– It must be intermission time as Sean Mooney interviews the Fabulous Rougeaus, who issue a challenge for a rematch with Dino Bravo in their corner if the Bushwhackers can find someone to join them.
– Mooney recaps how Greg Valentine recently attacked Jim Neidhart during a match against the Honky Tonk Man and interviews the Anvil, who vows to rip off the Hammer’s shinguard tonight and “do the wild thing” all over him. Eww.
– Mooney interviews WWF Champion Randy Savage, who refers to MSG as the home of Macho Madness and promises to preview what he’ll do to Hulk Hogan at WrestleMania V when he hurts the Ultimate Warrior tonight.
– King Haku vs. Rick Martel
Bobby Heenan comes out with Haku and demands that everybody stand up to pay respect to the King, but the crowd just boos as the Brain suggests the microphone must not be working. This is Rick Martel’s first match back in MSG after his injury as he withstands an early ambush and snaps off some hiptosses and armdrags to send Haku scurrying out to the floor. Back inside, Martel works over the arm until Haku breaks the armbar, but Martel rolls him up for a two-count and armdrags him back into the armbar. Martel hammerlocks the arm and rams the shoulder into the turnbuckle, but Haku breaks out again and Martel springs off the middle turnbuckle with a crossbody for two as he goes right back to the armbar until Haku sidesteps a charge and Martel goes sailing through the ropes. Haku cinches in a front-facelock in the ring and pounds the neck area, but Martel hits a crossbody for two and Haku goes back to the front-facelock until Martel breaks it by ramming Haku into the corner a few times. Martel sets for a back-bodydrop, but Haku clubs him across the neck and scores a near-fall off a shoulderbreaker before applying the dreaded trapezius nervepinch and going back to the front-facelock. Martel counters into a small package for two and even executes a vertical suplex, but Haku tenaciously holds onto the front-facelock until Martel jars him with an inverted atomic drop and they slug it out as the future Model mounts a comeback. Back-bodydrop and a backbreaker each get two and Martel applies an abdominal stretch, but Haku hiptosses out and misses a sweet somersault splash off the ropes. Martel locks Haku in the Boston Crab, but the bell rings as the 20-minute time limit has expired. Oh, that old chestnut. Afterwards, Martel drives the King out of the ring with a pair of dropkicks. **Ã‚Â¾ – good psychology with Martel’s early arm work and Haku going after Martel’s injured neck, and the finish made sense as both guys needed to be kept strong going into WrestleMania.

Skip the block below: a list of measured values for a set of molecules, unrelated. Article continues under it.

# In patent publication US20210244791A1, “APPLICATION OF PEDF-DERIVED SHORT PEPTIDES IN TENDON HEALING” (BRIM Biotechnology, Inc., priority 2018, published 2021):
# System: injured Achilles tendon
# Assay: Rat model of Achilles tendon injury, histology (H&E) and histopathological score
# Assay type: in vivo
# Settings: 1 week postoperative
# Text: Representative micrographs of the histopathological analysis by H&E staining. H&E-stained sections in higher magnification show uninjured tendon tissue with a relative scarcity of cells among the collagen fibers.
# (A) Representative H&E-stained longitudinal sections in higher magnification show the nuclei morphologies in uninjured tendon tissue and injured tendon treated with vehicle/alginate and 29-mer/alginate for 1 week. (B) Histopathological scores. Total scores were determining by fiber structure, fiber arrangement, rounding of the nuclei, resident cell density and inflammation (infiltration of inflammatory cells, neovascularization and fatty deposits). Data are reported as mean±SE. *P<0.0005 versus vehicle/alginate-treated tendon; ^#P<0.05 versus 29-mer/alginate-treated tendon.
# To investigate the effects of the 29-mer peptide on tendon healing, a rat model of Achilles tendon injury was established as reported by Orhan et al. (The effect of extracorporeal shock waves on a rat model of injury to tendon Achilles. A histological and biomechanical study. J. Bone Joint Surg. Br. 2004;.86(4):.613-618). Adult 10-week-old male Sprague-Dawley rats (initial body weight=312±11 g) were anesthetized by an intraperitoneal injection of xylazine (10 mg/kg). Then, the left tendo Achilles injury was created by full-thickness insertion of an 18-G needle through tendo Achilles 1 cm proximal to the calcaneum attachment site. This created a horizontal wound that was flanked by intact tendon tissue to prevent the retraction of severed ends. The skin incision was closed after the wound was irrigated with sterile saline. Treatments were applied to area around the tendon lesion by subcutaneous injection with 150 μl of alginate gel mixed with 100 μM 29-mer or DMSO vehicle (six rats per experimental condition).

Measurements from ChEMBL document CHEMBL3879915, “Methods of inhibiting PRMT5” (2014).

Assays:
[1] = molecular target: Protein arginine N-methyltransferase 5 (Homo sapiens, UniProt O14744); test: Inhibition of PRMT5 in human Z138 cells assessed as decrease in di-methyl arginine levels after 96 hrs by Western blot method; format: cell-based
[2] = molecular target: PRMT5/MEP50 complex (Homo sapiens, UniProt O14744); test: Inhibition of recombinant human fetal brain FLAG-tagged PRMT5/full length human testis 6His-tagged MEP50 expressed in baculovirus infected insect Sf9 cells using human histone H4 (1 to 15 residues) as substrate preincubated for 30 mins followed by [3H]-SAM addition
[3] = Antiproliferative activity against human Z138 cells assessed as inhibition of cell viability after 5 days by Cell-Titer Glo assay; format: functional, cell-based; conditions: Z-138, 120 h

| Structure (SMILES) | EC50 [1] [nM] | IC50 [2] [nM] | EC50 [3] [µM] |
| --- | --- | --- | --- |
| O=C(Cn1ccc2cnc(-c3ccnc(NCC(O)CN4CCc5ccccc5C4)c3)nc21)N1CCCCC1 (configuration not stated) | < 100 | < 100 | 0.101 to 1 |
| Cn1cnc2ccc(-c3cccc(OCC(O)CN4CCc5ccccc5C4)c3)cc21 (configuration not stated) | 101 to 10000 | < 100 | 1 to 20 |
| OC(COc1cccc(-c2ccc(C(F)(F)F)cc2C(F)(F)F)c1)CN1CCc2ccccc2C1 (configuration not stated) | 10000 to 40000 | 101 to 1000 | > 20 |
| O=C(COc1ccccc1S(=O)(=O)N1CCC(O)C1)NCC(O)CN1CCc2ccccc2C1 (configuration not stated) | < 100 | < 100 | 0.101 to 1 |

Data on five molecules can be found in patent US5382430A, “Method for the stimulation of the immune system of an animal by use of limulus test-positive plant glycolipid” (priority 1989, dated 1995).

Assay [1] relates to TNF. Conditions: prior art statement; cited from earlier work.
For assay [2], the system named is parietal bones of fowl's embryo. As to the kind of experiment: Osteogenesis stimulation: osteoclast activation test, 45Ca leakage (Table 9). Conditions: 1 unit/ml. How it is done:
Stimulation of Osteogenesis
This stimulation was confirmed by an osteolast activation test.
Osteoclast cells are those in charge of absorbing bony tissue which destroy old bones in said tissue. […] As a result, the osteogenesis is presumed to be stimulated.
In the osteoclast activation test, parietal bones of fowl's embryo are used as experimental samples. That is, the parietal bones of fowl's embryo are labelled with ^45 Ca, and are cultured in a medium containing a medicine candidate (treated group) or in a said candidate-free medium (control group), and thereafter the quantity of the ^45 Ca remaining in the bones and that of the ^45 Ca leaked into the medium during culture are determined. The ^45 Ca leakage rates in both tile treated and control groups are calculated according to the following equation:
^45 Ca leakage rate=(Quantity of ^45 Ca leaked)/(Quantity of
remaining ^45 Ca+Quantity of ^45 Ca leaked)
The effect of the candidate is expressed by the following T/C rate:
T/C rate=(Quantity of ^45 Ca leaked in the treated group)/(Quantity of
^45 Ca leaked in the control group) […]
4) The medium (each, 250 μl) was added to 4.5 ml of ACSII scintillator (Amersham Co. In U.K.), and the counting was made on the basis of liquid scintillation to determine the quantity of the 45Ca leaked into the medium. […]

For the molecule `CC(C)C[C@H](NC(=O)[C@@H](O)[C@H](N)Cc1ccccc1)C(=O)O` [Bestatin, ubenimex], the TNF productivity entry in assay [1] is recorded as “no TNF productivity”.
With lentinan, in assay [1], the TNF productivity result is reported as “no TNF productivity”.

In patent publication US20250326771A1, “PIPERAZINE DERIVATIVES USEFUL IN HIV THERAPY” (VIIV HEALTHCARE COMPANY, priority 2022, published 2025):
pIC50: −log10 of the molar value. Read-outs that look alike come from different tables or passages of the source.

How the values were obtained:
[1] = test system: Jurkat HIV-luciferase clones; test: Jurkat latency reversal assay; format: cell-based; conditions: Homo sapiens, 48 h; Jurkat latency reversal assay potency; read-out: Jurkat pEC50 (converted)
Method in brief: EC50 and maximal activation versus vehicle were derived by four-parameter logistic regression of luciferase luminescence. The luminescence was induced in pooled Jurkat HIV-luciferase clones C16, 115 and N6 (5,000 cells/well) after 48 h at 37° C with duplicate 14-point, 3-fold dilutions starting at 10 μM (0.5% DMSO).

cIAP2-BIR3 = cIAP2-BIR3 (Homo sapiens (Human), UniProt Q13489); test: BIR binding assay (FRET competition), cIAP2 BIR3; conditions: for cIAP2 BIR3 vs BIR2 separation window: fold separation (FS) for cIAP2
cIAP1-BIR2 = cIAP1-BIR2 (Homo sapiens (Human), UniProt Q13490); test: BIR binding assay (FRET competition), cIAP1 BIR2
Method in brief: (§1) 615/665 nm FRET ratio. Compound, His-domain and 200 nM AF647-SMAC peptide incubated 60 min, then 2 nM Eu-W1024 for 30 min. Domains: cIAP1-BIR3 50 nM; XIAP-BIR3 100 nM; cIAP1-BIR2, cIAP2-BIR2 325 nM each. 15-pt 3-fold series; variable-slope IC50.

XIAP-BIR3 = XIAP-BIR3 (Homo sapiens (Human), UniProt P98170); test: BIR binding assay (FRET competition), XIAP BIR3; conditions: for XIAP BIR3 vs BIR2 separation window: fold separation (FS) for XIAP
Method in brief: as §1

– Greg “The Hammer” Valentine vs. Jim “The Anvil” Neidhart
The Anvil pounds the Hammer to start and tries to remove the shinguard, but Valentine bails out and takes the advantage with a forearm blast off the top turnbuckle for a two-count. Neidhart comes back with shoulderblocks, but runs into a knee and Valentine drops the elbow for two. Valentine ruthlessly zeroes in on Neidhart’s leg and works it over until the Anvil fights back and scoops him up for a bodyslam, but the knee gives out and the Hammer lands on top for two as he goes back to work on the damaged joint. Valentine adjusts the shinbrace and tries to hook the figure-four, but Neidhart rakes the eyes to stop him and Valentine tries the figure-four again. However, Neidhart kicks him off and uncorks a nice dropkick as he unloads on Valentine and gives him a taste of his own medicine by wrapping his leg around the ringpost. The Anvil keeps trying to remove the shinguard and the referee intervenes, but Neidhart shoves the ref off while Valentine removes the brace himself and whacks Neidhart with it for the 1-2-3. ** – nice stiff little match-up that told a good story and helped to build up the Hart Foundation reunion against the Hammer & Honky Tonk Man at WrestleMania V.
– Non-Title: “Macho Man” Randy Savage vs. The Ultimate Warrior